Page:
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Asbestos Management Violations Settled at Two Maryland Schools
Release Date: 03/12/2009
Contact Information: Donna Heron 215-814-5113 / firstname.lastname@example.org
PHILADELPHIA (March 12, 2009) – Owners of the school buildings for the Grace Cooperative Nursery in Aberdeen, Md. and the Maryland School for the Blind in Baltimore, Md. have recently settled violations of a federal law on the management of asbestos materials in school buildings, the mid-Atlantic office of the U.S. Environmental Protection Agency announced today.
The Asbestos Hazard Emergency Response Act (AHERA) requires owners and operators of buildings in which private non-profit schools are operated to develop a management plan for asbestos-containing materials, detailing procedures to prevent asbestos releases. The management plan must be available at the school, with annual notification to parent, teacher and employee organizations of the plan and any asbestos abatement activities. Schools must train personnel on AHERA compliance, and conduct inspections and periodic surveillance of asbestos-containing materials.
The settlements announced today resolved alleged AHERA violations at the schools for which EPA assessed penalties. The school building owners, Grace United Methodist Church and Maryland School for the Blind, have certified that non-penalty AHERA violations also discovered at the respective schools have been corrected. Consistent with the law, EPA has reduced potential penalties because of the expenditures for AHERA compliance. As part of the settlements, neither Grace United Methodist Church nor Maryland School for the Blind admitted nor denied the alleged violations, but have certified compliance with applicable AHERA requirements. NOTE: These violations involve precautionary inspection, recordkeeping and notification requirements. EPA does not allege that students or other building occupants were exposed to asbestos as a result of these violations.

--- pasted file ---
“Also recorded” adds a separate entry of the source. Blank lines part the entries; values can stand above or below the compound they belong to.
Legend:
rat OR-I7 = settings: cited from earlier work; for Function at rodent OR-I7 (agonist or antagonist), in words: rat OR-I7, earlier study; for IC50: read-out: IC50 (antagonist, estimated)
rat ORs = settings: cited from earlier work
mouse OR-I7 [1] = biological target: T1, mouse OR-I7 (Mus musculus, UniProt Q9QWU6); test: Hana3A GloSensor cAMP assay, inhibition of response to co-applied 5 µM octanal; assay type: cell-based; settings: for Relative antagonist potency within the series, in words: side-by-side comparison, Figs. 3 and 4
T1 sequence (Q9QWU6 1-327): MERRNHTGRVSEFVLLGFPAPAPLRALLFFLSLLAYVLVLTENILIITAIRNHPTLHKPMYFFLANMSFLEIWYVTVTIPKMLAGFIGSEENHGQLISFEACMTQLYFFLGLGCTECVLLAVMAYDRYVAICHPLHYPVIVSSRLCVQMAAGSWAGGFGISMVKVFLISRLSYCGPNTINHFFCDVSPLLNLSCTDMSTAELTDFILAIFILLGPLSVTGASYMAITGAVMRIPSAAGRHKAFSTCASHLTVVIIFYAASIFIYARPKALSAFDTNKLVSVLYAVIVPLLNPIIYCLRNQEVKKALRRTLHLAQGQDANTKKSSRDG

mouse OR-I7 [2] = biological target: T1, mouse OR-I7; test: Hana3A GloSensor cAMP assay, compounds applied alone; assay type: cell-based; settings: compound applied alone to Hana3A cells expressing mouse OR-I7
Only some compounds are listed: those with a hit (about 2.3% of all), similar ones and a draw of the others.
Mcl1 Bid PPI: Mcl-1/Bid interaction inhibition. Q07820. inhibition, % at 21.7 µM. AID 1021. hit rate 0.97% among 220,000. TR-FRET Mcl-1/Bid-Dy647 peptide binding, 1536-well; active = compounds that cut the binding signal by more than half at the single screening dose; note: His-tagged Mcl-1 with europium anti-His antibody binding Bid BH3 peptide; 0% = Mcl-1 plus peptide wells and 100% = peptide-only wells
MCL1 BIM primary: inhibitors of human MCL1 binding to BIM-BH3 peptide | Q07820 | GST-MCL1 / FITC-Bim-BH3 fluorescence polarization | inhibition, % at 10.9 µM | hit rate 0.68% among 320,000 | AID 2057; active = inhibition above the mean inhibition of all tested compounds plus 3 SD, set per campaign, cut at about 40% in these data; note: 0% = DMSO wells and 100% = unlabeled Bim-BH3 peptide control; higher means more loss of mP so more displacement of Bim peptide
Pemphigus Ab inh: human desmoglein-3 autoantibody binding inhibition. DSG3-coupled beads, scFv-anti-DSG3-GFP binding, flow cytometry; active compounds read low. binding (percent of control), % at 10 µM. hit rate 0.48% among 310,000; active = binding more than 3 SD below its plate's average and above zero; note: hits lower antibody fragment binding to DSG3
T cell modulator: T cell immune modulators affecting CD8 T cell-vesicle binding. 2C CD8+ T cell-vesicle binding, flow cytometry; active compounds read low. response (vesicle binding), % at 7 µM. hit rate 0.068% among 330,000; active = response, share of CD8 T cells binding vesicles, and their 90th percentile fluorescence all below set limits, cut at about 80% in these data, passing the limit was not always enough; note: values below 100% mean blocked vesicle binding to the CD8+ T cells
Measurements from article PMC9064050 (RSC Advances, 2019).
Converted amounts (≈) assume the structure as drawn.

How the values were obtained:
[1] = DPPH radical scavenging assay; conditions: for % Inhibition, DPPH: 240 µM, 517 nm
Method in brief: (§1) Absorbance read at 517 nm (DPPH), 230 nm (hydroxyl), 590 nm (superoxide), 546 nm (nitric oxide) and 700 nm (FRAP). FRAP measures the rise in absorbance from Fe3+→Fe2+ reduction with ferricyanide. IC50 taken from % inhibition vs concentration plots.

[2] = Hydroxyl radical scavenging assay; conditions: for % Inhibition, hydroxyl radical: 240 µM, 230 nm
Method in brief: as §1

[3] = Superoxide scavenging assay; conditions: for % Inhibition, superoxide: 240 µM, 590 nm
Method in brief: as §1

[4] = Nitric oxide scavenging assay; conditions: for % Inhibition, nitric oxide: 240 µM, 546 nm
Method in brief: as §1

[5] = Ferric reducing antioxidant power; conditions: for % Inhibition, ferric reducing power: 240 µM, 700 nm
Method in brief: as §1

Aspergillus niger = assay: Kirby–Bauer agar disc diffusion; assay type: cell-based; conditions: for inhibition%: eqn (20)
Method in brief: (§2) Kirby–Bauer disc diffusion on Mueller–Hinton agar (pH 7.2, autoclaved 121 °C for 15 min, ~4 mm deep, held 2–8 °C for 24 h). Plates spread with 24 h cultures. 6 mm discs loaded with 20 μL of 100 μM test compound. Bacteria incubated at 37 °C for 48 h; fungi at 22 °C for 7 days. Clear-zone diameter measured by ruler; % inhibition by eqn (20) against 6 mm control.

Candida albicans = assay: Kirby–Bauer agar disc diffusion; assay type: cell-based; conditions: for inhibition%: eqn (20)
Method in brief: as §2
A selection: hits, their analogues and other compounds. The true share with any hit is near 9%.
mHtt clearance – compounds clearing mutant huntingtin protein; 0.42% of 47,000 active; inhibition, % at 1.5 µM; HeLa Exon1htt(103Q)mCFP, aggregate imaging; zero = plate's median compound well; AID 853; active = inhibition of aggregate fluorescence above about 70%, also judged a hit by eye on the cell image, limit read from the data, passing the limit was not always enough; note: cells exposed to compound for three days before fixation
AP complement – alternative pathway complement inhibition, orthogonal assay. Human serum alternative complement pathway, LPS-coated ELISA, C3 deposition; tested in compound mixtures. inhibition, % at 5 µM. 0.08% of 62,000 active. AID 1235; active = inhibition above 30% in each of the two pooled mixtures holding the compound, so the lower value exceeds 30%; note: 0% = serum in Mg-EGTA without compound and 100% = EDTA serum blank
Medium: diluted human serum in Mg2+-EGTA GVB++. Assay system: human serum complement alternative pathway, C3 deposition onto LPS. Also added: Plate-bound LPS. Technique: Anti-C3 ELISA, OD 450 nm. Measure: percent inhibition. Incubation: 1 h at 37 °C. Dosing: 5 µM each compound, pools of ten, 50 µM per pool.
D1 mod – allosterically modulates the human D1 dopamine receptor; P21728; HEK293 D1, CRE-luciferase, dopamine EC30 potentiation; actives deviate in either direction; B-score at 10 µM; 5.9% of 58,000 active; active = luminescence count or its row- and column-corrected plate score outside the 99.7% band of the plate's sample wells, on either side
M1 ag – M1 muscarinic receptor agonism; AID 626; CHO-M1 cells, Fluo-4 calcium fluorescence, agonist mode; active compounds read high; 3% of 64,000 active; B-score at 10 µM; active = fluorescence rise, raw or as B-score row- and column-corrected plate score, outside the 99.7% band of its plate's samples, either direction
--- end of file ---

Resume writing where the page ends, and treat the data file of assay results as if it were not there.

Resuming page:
At the Maryland School for the Blind, a 2007 inspection, conducted by the Maryland Department of the Environment, resulted in several findings of violations, including three that involved the assessment of penalties: failing to reinspect all areas containing asbestos in each school building at least once every three years, failing to annually notify in writing parent, teacher, and employee organizations of the availability of the asbestos management plan, and failing to include the school’s Russo Art Center in the school management plan. Penalty: none after the expenditure of $7,089 in AHERA compliance costs.
At the Grace Cooperative Nursery School, an inspection conducted in 2007 by the Maryland Department of the Environment, resulted in several findings of violations, including two that involved the assessment of penalties: failing to reinspect all areas containing asbestos in each school building at least once every three years, and failing to include pertinent information in the required asbestos management plan such as a plan for reinspection and recommendations to the local environmental agency regarding emergency response actions. Penalty: $4,525 after the expenditure of $1,000 in AHERA compliance costs.
The settlements announced today are part of EPA’s ongoing efforts to work throughout the mid-Atlantic states to reduce asbestos hazards in schools. EPA offers compliance assistance for public, private, charter and parochial schools, and has conducted outreach at educational conferences.
For more information on the regulation of asbestos in schools, visit www.epa.gov/oppt/asbestos/pubs/asbestos_in_schools.html